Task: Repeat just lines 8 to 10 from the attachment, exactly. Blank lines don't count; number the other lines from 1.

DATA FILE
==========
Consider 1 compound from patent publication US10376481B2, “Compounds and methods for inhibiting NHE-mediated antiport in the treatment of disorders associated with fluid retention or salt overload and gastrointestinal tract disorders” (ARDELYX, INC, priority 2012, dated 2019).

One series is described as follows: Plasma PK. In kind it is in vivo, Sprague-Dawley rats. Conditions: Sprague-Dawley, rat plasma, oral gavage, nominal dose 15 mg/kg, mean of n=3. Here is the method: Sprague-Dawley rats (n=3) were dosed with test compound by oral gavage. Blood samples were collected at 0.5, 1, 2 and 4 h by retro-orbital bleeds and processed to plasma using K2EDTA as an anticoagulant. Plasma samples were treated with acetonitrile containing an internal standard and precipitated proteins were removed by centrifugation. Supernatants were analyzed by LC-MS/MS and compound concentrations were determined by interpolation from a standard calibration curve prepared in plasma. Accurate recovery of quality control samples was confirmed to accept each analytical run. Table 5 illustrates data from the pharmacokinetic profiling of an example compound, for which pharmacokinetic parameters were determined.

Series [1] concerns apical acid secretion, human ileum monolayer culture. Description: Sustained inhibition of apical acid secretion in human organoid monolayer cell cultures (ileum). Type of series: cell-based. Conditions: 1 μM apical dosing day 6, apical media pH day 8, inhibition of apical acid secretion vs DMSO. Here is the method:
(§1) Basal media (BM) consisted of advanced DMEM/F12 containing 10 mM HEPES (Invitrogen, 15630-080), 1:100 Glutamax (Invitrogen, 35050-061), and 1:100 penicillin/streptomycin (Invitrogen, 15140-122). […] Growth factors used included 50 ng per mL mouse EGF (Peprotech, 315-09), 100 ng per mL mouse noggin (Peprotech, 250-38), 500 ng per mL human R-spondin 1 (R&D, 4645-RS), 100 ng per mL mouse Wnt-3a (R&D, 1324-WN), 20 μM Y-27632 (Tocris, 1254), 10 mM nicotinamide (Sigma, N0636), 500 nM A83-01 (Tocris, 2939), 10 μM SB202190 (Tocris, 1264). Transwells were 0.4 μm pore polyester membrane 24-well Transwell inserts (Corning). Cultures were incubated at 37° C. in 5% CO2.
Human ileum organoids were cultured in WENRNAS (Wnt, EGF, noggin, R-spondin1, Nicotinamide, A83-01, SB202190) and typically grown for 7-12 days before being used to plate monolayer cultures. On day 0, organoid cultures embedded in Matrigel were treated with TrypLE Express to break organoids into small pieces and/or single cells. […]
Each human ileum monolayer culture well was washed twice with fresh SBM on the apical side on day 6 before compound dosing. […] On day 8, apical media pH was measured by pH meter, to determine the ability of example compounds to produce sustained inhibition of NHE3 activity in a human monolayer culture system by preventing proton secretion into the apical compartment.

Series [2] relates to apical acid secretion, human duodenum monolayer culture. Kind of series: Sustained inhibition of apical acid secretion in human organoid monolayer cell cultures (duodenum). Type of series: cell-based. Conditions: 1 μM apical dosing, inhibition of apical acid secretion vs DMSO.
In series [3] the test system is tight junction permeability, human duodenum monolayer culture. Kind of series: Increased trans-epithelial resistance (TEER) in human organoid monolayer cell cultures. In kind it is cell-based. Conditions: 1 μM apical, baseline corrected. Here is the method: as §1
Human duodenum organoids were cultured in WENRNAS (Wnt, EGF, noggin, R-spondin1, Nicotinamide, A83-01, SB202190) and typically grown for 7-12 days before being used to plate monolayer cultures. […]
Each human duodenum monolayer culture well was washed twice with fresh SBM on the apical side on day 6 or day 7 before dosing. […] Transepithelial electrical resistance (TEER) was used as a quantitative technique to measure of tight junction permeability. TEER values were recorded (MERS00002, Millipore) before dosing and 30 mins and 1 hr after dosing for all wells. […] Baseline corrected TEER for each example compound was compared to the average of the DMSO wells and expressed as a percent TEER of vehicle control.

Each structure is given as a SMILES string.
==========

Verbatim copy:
In series [3] the test system is tight junction permeability, human duodenum monolayer culture. Kind of series: Increased trans-epithelial resistance (TEER) in human organoid monolayer cell cultures. In kind it is cell-based. Conditions: 1 μM apical, baseline corrected. Here is the method: as §1
Human duodenum organoids were cultured in WENRNAS (Wnt, EGF, noggin, R-spondin1, Nicotinamide, A83-01, SB202190) and typically grown for 7-12 days before being used to plate monolayer cultures. […]
Each human duodenum monolayer culture well was washed twice with fresh SBM on the apical side on day 6 or day 7 before dosing. […] Transepithelial electrical resistance (TEER) was used as a quantitative technique to measure of tight junction permeability. TEER values were recorded (MERS00002, Millipore) before dosing and 30 mins and 1 hr after dosing for all wells. […] Baseline corrected TEER for each example compound was compared to the average of the DMSO wells and expressed as a percent TEER of vehicle control.